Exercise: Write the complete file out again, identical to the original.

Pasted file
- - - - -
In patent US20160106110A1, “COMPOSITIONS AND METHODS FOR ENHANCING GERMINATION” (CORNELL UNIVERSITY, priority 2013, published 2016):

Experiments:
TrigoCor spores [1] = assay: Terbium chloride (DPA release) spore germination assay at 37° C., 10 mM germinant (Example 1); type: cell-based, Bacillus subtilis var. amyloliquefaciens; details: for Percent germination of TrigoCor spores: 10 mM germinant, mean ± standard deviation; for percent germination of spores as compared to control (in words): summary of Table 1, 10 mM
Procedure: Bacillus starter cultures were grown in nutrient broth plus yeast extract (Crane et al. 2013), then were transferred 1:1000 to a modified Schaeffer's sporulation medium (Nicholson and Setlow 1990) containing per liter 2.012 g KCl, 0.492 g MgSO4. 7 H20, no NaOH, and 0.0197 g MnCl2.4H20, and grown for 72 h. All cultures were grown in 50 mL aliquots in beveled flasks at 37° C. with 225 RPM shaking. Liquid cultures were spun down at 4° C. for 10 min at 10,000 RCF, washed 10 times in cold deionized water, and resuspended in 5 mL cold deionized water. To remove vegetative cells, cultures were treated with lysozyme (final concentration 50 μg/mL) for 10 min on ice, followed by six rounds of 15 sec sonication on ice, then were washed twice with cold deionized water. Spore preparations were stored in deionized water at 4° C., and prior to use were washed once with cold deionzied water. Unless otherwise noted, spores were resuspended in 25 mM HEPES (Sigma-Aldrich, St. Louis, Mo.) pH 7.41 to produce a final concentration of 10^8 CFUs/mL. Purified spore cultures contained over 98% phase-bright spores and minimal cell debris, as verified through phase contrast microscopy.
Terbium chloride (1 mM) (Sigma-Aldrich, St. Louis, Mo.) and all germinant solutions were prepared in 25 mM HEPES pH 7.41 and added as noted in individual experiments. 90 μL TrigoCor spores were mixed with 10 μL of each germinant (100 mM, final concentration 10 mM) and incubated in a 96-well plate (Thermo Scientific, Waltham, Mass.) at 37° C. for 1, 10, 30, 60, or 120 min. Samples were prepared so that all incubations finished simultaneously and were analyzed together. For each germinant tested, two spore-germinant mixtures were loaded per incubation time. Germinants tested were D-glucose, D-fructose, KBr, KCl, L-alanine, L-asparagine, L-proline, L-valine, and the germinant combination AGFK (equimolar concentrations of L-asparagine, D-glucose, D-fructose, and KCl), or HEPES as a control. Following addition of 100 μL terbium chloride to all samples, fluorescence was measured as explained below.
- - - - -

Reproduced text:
In patent US20160106110A1, “COMPOSITIONS AND METHODS FOR ENHANCING GERMINATION” (CORNELL UNIVERSITY, priority 2013, published 2016):

Experiments:
TrigoCor spores [1] = assay: Terbium chloride (DPA release) spore germination assay at 37° C., 10 mM germinant (Example 1); type: cell-based, Bacillus subtilis var. amyloliquefaciens; details: for Percent germination of TrigoCor spores: 10 mM germinant, mean ± standard deviation; for percent germination of spores as compared to control (in words): summary of Table 1, 10 mM
Procedure: Bacillus starter cultures were grown in nutrient broth plus yeast extract (Crane et al. 2013), then were transferred 1:1000 to a modified Schaeffer's sporulation medium (Nicholson and Setlow 1990) containing per liter 2.012 g KCl, 0.492 g MgSO4. 7 H20, no NaOH, and 0.0197 g MnCl2.4H20, and grown for 72 h. All cultures were grown in 50 mL aliquots in beveled flasks at 37° C. with 225 RPM shaking. Liquid cultures were spun down at 4° C. for 10 min at 10,000 RCF, washed 10 times in cold deionized water, and resuspended in 5 mL cold deionized water. To remove vegetative cells, cultures were treated with lysozyme (final concentration 50 μg/mL) for 10 min on ice, followed by six rounds of 15 sec sonication on ice, then were washed twice with cold deionized water. Spore preparations were stored in deionized water at 4° C., and prior to use were washed once with cold deionzied water. Unless otherwise noted, spores were resuspended in 25 mM HEPES (Sigma-Aldrich, St. Louis, Mo.) pH 7.41 to produce a final concentration of 10^8 CFUs/mL. Purified spore cultures contained over 98% phase-bright spores and minimal cell debris, as verified through phase contrast microscopy.
Terbium chloride (1 mM) (Sigma-Aldrich, St. Louis, Mo.) and all germinant solutions were prepared in 25 mM HEPES pH 7.41 and added as noted in individual experiments. 90 μL TrigoCor spores were mixed with 10 μL of each germinant (100 mM, final concentration 10 mM) and incubated in a 96-well plate (Thermo Scientific, Waltham, Mass.) at 37° C. for 1, 10, 30, 60, or 120 min. Samples were prepared so that all incubations finished simultaneously and were analyzed together. For each germinant tested, two spore-germinant mixtures were loaded per incubation time. Germinants tested were D-glucose, D-fructose, KBr, KCl, L-alanine, L-asparagine, L-proline, L-valine, and the germinant combination AGFK (equimolar concentrations of L-asparagine, D-glucose, D-fructose, and KCl), or HEPES as a control. Following addition of 100 μL terbium chloride to all samples, fluorescence was measured as explained below.